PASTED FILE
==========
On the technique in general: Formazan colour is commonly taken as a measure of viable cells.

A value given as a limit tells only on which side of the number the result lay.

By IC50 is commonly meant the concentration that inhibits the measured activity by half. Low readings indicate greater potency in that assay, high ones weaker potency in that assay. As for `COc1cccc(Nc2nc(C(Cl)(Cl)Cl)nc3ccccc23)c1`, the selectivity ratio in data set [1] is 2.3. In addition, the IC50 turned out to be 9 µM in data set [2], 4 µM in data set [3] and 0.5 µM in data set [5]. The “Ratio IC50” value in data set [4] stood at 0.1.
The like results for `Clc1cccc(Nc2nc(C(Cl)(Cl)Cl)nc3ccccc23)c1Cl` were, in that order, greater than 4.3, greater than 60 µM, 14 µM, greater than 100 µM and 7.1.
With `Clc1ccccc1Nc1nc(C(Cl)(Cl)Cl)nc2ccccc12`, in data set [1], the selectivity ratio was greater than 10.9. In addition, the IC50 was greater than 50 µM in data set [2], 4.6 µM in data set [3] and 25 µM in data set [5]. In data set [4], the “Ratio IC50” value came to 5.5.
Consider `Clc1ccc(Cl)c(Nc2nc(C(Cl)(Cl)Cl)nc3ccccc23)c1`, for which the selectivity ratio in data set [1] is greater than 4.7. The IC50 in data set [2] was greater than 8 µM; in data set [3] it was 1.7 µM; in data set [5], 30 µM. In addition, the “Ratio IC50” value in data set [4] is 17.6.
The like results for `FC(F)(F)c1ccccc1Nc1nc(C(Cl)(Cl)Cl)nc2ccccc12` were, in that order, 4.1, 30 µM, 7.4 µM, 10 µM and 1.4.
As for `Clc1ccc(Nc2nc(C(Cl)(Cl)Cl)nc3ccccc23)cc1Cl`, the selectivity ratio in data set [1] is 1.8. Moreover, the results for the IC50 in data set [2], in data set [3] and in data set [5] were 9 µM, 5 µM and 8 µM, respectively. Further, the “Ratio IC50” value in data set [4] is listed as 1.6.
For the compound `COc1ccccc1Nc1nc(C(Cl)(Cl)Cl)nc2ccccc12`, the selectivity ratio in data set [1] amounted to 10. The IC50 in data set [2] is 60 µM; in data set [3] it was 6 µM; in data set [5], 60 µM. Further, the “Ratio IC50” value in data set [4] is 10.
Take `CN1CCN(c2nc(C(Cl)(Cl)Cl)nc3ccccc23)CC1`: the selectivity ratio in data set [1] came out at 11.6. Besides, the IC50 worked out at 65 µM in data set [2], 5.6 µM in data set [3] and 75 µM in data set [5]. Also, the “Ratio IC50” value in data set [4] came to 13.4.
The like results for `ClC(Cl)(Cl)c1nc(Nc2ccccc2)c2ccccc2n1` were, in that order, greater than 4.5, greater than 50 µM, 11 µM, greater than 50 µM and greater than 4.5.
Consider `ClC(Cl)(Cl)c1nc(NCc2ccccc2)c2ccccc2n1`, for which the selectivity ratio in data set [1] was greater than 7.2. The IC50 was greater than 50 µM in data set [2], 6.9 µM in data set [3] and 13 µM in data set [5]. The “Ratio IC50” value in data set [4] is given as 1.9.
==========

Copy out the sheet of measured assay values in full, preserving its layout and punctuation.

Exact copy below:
On the technique in general: Formazan colour is commonly taken as a measure of viable cells.

A value given as a limit tells only on which side of the number the result lay.

By IC50 is commonly meant the concentration that inhibits the measured activity by half. Low readings indicate greater potency in that assay, high ones weaker potency in that assay. As for `COc1cccc(Nc2nc(C(Cl)(Cl)Cl)nc3ccccc23)c1`, the selectivity ratio in data set [1] is 2.3. In addition, the IC50 turned out to be 9 µM in data set [2], 4 µM in data set [3] and 0.5 µM in data set [5]. The “Ratio IC50” value in data set [4] stood at 0.1.
The like results for `Clc1cccc(Nc2nc(C(Cl)(Cl)Cl)nc3ccccc23)c1Cl` were, in that order, greater than 4.3, greater than 60 µM, 14 µM, greater than 100 µM and 7.1.
With `Clc1ccccc1Nc1nc(C(Cl)(Cl)Cl)nc2ccccc12`, in data set [1], the selectivity ratio was greater than 10.9. In addition, the IC50 was greater than 50 µM in data set [2], 4.6 µM in data set [3] and 25 µM in data set [5]. In data set [4], the “Ratio IC50” value came to 5.5.
Consider `Clc1ccc(Cl)c(Nc2nc(C(Cl)(Cl)Cl)nc3ccccc23)c1`, for which the selectivity ratio in data set [1] is greater than 4.7. The IC50 in data set [2] was greater than 8 µM; in data set [3] it was 1.7 µM; in data set [5], 30 µM. In addition, the “Ratio IC50” value in data set [4] is 17.6.
The like results for `FC(F)(F)c1ccccc1Nc1nc(C(Cl)(Cl)Cl)nc2ccccc12` were, in that order, 4.1, 30 µM, 7.4 µM, 10 µM and 1.4.
As for `Clc1ccc(Nc2nc(C(Cl)(Cl)Cl)nc3ccccc23)cc1Cl`, the selectivity ratio in data set [1] is 1.8. Moreover, the results for the IC50 in data set [2], in data set [3] and in data set [5] were 9 µM, 5 µM and 8 µM, respectively. Further, the “Ratio IC50” value in data set [4] is listed as 1.6.
For the compound `COc1ccccc1Nc1nc(C(Cl)(Cl)Cl)nc2ccccc12`, the selectivity ratio in data set [1] amounted to 10. The IC50 in data set [2] is 60 µM; in data set [3] it was 6 µM; in data set [5], 60 µM. Further, the “Ratio IC50” value in data set [4] is 10.
Take `CN1CCN(c2nc(C(Cl)(Cl)Cl)nc3ccccc23)CC1`: the selectivity ratio in data set [1] came out at 11.6. Besides, the IC50 worked out at 65 µM in data set [2], 5.6 µM in data set [3] and 75 µM in data set [5]. Also, the “Ratio IC50” value in data set [4] came to 13.4.
The like results for `ClC(Cl)(Cl)c1nc(Nc2ccccc2)c2ccccc2n1` were, in that order, greater than 4.5, greater than 50 µM, 11 µM, greater than 50 µM and greater than 4.5.
Consider `ClC(Cl)(Cl)c1nc(NCc2ccccc2)c2ccccc2n1`, for which the selectivity ratio in data set [1] was greater than 7.2. The IC50 was greater than 50 µM in data set [2], 6.9 µM in data set [3] and 13 µM in data set [5]. The “Ratio IC50” value in data set [4] is given as 1.9.